About   People   Research   Publications   Software   Data   Blog   Join   Internal 
Zero extinction rate estimates
This data and code set is provided as supplementary material to the following manuscript:
Louca, S., Pennell, M.W. (2021). Why extinction estimates from extant phylogenies are so often zero. in review

Time-calibrated phylogenies of extant species ("extant timetrees") are widely used to estimate historical speciation and extinction rates by fitting stochastic birth-death models. These approaches have long been controversial as many phylogenetic studies report zero extinction in many taxa, contradicting the high extinction rates seen in the fossil record and the fact that the majority of species ever to have existed are now extinct. To date, the causes of this discrepancy remain unresolved. Here we provide a novel explanation for these "zero-inflated" extinction rate estimates, based on the recent discovery that there exist many alternative "congruent" diversification scenarios that cannot be distinguished based solely on extant timetrees. Due to such congruencies, estimation methods tend to converge to some scenario congruent to (i.e., statistically indistinguishable from) the true diversification scenario, but not necessarily to the true diversification scenario itself. This congruent scenario may exhibit negative extinction rates, a biologically meaningless but mathematically feasible situation, in which case estimators will tend to stick to the boundary estimate of zero extinction. Based on this explanation, we make multiple testable predictions, which we confirm using analyses of simulated trees and 121 empirical trees. In contrast to other proposed mechanisms for erroneous extinction rate estimates, our proposed mechanism specifically explains the zero-inflation of previous extinction rate estimates in the absence of detectable model violations, even for large trees. Not only do our results likely resolve a long-standing mystery in phylogenetics, they demonstrate that model congruencies can have severe consequences in practice.

Data and code overview
R code performing the main analyses described in the paper can be downloaded below. The code performs the following major tasks in sequence:
  • Fitting ELC birth-death models to timetrees simulated under time-dependent speciation and extinction rates, while either constraining the extinction rate to non-negative values (BDELC) or allowing for negative values (BDELCNeg).
  • Fitting BDELC and BDELCNeg models to a collection of empirical timetrees.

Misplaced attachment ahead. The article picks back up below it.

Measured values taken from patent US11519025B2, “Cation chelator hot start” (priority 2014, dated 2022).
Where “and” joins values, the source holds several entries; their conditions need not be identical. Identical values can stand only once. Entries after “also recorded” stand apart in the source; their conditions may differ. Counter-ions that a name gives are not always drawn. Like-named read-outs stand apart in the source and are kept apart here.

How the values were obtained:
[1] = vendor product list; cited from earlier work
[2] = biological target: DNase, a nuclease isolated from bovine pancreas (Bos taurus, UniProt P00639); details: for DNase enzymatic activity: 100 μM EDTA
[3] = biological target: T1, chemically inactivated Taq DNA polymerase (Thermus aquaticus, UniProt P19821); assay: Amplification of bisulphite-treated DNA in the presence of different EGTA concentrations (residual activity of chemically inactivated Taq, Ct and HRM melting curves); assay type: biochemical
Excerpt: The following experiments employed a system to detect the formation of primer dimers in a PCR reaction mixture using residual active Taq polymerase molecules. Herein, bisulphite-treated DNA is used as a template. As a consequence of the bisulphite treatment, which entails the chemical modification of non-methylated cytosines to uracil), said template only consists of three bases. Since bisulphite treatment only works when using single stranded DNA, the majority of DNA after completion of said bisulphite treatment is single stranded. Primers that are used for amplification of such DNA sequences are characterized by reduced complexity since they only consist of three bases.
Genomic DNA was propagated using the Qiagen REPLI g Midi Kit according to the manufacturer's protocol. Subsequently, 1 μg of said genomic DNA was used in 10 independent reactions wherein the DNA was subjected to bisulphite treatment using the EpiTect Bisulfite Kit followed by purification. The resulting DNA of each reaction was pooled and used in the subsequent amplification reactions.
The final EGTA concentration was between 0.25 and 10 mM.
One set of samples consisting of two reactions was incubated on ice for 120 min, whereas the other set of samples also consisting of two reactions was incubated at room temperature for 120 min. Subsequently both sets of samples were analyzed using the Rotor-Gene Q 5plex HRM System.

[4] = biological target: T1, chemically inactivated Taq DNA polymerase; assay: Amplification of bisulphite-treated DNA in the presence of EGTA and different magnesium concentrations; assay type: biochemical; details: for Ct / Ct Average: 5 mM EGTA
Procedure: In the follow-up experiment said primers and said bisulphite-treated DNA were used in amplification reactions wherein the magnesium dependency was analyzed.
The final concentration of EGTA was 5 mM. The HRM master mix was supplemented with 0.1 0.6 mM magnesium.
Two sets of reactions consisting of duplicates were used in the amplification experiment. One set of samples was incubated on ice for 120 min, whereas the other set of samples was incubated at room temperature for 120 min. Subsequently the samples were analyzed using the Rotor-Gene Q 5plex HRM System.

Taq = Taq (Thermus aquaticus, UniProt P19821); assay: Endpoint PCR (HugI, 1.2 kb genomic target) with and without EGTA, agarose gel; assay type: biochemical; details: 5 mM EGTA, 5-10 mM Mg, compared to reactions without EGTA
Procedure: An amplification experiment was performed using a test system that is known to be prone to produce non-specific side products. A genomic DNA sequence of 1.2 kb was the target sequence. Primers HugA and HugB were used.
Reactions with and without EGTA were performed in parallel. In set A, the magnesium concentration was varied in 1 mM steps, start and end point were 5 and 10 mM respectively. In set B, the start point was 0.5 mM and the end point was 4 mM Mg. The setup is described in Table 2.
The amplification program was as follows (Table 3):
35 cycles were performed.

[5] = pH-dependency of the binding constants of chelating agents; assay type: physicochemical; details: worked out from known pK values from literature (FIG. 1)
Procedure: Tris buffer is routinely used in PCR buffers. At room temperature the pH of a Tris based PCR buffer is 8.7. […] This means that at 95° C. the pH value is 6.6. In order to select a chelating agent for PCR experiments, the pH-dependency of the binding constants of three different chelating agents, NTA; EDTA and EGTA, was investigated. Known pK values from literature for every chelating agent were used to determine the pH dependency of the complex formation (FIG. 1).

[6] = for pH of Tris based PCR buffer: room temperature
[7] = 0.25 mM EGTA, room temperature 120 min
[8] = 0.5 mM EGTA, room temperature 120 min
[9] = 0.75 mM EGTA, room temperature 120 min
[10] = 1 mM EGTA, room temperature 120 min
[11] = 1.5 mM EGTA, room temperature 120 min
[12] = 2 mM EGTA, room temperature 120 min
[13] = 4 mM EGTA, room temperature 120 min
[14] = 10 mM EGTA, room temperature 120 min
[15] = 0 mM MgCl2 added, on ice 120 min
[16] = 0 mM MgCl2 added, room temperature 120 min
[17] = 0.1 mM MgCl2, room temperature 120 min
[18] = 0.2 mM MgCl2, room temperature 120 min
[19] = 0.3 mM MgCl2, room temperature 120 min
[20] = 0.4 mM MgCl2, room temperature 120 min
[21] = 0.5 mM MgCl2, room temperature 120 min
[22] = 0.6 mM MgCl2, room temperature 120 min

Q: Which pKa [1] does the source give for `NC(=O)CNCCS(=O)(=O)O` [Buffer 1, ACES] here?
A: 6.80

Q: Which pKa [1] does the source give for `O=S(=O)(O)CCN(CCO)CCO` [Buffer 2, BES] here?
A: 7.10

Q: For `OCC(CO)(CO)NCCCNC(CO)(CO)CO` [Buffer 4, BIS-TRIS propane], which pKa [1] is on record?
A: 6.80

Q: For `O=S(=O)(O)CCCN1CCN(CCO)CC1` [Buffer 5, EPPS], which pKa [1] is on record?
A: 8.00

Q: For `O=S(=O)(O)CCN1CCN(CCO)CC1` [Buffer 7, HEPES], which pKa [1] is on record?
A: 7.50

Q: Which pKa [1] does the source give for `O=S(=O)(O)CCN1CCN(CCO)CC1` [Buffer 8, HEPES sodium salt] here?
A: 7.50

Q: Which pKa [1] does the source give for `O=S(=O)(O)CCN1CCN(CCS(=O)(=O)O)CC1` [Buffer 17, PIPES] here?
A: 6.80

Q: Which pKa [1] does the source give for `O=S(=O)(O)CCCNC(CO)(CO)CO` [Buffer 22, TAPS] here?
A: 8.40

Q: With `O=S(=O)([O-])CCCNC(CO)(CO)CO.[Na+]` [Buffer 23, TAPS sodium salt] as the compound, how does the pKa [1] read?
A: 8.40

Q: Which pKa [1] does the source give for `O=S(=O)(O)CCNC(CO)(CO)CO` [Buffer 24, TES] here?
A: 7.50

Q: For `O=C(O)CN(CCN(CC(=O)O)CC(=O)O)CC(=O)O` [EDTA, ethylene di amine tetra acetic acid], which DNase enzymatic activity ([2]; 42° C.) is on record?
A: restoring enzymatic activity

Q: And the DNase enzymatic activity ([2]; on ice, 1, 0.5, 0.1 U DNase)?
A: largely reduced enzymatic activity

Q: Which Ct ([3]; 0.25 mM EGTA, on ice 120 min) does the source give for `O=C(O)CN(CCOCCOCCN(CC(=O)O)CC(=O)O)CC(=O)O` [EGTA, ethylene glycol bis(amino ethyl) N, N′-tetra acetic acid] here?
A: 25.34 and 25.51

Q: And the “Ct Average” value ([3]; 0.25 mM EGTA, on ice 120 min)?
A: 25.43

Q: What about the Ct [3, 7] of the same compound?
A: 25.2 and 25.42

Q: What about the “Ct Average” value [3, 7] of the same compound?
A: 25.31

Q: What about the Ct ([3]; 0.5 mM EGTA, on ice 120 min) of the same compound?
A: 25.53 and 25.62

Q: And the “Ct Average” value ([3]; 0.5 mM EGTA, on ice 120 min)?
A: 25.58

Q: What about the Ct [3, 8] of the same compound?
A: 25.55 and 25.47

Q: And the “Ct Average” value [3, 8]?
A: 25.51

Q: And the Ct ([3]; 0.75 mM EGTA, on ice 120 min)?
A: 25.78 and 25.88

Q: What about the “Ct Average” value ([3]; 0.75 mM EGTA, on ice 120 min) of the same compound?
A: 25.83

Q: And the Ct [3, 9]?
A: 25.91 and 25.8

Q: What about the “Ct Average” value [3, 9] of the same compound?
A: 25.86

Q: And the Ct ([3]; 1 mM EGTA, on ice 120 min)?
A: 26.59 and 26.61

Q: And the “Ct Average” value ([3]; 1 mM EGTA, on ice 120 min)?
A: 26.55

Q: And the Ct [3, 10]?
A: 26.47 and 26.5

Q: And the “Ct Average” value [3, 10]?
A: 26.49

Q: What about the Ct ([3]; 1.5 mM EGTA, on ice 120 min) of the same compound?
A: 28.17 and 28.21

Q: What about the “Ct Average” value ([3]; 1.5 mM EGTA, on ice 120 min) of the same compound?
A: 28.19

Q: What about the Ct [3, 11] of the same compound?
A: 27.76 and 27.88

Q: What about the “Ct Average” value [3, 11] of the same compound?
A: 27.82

See the cited manuscript for detailed definitions and interpretations. The code has been tested on R v4.0.2, MacOS 10.13.6. The code requires the R package castor v1.6.7, and will not work with older versions. For ease of reproducibility, all required inputs (empirical timetrees and metadata) are included with the code.

Please read the license agreement included in the code prior to using it. If you use any of the empirical timetrees provided below please cite their respective publications! Citation info for each timetree can be found in the included file tree_descriptions.tsv.

Complete R code (includes required input trees).
Conceptual illustration of how a restriction to non-negative extinction rate estimates can lead to a zero-inflated distribution of estimates.

Distribution of present-day extinction rate estimates from simulated timetrees, when either constraining rates to be non-negative (left column) or allowing for negative extinction rates (right column).

(A,B) Present-day extinction rate estimates for simulated timetrees (vertical axis) compared to the true present-day extinction rate (horizontal axis), while either constraining rates to be non-negative (A) or allowing for negative rates (B). (C) Comparison of estimated present-day extinction rates when constrained to be non-negative (vertical axis) versus unconstrained (horizontal axis).

Top row: Speciation and extinction rates of a ELC birth-death model fitted to a simulated timetree, either constraining extinction rates to be non-negative (left column), or allowing extinction rates to be negative (middle column). The right column shows a model congruent to the one in (B), with speciation and extinction rates close to the truth. Bottom row: Lineages-through-time (LTT) curve of the tree compared to the deterministic LTT of the fitted or congruent models.

Louca lab. Department of Biology, University of Oregon, Eugene, USA
© 2021 Stilianos Louca all rights reserved